Grenade brought to police station causes scare

Bomb squad determines that device found by Port woman while cleaning garage was only for training
By 
KRISTYN HALBIG ZIEHM
Ozaukee Press staff

It’s not every day that police find themselves faced with a grenade, but that’s exactly what happened to Officer Chris Erickson Monday.

Erickson was at the Port Washington Police Station about 4 p.m. when a woman came in with a grenade in a white plastic bag.

She and her husband found the device while cleaning out their garage as they prepared to move, the woman explained. They hoped the police would dispose of it.

The records clerk fetched Erickson, who ushered the woman outside. They placed the grenade, still in the bag, a safe distance from the building.

Officers called Police Chief Kevin Hingiss, cordoned off the area — restricting cars and pedestrians on Wisconsin Street — and called the fire department and sheriff’s department, which then notified the Milwaukee Police Department Bomb Squad.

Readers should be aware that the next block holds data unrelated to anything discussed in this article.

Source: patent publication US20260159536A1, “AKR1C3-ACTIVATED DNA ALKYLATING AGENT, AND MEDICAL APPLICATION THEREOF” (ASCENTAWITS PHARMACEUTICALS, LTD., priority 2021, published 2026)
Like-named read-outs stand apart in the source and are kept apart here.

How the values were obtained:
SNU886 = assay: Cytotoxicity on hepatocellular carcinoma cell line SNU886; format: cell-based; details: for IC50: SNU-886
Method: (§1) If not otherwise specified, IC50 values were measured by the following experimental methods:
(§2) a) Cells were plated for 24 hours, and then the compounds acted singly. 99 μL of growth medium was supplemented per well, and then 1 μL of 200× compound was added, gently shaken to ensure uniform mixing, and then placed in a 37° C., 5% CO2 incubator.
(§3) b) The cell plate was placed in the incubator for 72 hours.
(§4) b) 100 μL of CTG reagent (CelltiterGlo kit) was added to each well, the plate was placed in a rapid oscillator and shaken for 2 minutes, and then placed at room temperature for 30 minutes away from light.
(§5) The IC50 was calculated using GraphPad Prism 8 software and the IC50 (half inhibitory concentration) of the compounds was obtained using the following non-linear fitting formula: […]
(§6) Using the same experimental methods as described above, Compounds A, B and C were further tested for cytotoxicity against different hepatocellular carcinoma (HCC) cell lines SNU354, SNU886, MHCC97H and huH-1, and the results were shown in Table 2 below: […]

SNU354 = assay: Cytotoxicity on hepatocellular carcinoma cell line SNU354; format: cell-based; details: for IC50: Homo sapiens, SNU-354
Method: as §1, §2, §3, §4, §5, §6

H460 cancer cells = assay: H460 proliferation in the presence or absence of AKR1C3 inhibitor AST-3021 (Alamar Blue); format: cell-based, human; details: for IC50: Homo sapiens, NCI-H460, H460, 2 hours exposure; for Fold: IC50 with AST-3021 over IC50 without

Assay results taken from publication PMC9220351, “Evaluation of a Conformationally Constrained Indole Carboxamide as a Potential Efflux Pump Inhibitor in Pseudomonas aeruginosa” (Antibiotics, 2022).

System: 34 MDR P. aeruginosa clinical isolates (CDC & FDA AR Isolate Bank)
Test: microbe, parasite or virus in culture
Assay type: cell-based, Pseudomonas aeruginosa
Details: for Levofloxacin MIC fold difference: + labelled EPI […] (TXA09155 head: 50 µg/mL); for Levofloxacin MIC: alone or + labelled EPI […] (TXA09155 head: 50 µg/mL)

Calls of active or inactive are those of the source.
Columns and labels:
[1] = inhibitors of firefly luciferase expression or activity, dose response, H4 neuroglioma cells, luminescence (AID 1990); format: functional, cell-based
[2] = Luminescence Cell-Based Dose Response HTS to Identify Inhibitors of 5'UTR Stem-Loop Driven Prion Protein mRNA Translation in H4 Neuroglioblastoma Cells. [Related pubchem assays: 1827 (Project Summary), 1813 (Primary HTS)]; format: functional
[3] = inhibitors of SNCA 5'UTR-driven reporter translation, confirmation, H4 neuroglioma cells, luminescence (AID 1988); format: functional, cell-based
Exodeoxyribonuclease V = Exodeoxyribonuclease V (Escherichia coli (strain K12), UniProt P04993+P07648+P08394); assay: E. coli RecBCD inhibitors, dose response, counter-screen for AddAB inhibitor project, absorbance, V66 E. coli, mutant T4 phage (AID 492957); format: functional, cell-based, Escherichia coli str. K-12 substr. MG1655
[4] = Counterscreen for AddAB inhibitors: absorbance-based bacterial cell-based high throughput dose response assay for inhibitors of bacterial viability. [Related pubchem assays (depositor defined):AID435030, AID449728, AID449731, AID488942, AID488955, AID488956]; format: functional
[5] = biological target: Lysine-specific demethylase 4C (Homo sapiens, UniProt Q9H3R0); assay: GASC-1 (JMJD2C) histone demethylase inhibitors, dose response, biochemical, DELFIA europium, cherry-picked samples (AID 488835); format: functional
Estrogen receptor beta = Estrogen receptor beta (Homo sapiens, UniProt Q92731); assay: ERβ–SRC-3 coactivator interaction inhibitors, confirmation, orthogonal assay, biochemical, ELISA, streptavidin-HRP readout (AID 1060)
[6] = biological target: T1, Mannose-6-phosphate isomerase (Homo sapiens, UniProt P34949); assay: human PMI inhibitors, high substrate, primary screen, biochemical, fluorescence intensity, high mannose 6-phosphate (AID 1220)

The bomb squad arrived about 5:35 p.m. and inspected the grenade, which they determined was a training grenade that had no explosives inside, Hingiss said.

The bottom of the device had been drilled out and the explosives removed, he said.

The bomb squad took the grenade with them when they left about 5:45 p.m., when the street was reopened to traffic.

“I’m sure they deal with this quite often,” Hingiss said of the bomb squad.

Hingiss said the husband is a former law enforcement officer and said the grenade “had something to do with his law enforcement career.”

The couple knew it was a grenade, but weren’t sure if it was a live grenade or a training device.

“Officer Erickson made the right move by not removing it from the bag and handling it,” Hingiss said.

This isn’t the first time the department has had to respond to a call of a grenade that might be live.

Last May, a man found a grenade in his grandfather’s garage when he was cleaning it out. He called police to the house, and the department called in the bomb squad, which determined it was a practice or dummy grenade.

If someone finds a grenade, live or not, they should call the police department, not bring it to the station, Hingiss said.

“He would prefer that in the future,” he said. “We definitely do not like them brought into the police department.”

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Wisconsin’s largest paid circulation community weekly newspaper. Serving Port Washington, Saukville, Grafton, Fredonia, Belgium, as well as Ozaukee County government. Locally owned and printed in Port Washington, Wisconsin.

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